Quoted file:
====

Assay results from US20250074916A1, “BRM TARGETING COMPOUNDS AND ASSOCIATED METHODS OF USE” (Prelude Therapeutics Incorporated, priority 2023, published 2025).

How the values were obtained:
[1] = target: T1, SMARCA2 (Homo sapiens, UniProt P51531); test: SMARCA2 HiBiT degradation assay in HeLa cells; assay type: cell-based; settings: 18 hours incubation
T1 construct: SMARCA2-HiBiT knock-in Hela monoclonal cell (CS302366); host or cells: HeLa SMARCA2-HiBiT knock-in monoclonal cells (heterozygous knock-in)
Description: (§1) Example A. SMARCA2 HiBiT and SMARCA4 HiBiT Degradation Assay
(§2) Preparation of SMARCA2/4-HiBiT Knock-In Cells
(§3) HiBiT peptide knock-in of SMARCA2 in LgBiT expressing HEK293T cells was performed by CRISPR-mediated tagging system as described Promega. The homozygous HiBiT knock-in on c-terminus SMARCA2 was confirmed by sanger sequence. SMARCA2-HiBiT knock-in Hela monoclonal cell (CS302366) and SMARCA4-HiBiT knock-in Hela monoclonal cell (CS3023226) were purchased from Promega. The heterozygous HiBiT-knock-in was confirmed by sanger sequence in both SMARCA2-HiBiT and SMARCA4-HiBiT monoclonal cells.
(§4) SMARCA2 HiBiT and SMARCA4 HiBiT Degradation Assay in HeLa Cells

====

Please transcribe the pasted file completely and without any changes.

Assay results from US20250074916A1, “BRM TARGETING COMPOUNDS AND ASSOCIATED METHODS OF USE” (Prelude Therapeutics Incorporated, priority 2023, published 2025).

How the values were obtained:
[1] = target: T1, SMARCA2 (Homo sapiens, UniProt P51531); test: SMARCA2 HiBiT degradation assay in HeLa cells; assay type: cell-based; settings: 18 hours incubation
T1 construct: SMARCA2-HiBiT knock-in Hela monoclonal cell (CS302366); host or cells: HeLa SMARCA2-HiBiT knock-in monoclonal cells (heterozygous knock-in)
Description: (§1) Example A. SMARCA2 HiBiT and SMARCA4 HiBiT Degradation Assay
(§2) Preparation of SMARCA2/4-HiBiT Knock-In Cells
(§3) HiBiT peptide knock-in of SMARCA2 in LgBiT expressing HEK293T cells was performed by CRISPR-mediated tagging system as described Promega. The homozygous HiBiT knock-in on c-terminus SMARCA2 was confirmed by sanger sequence. SMARCA2-HiBiT knock-in Hela monoclonal cell (CS302366) and SMARCA4-HiBiT knock-in Hela monoclonal cell (CS3023226) were purchased from Promega. The heterozygous HiBiT-knock-in was confirmed by sanger sequence in both SMARCA2-HiBiT and SMARCA4-HiBiT monoclonal cells.
(§4) SMARCA2 HiBiT and SMARCA4 HiBiT Degradation Assay in HeLa Cells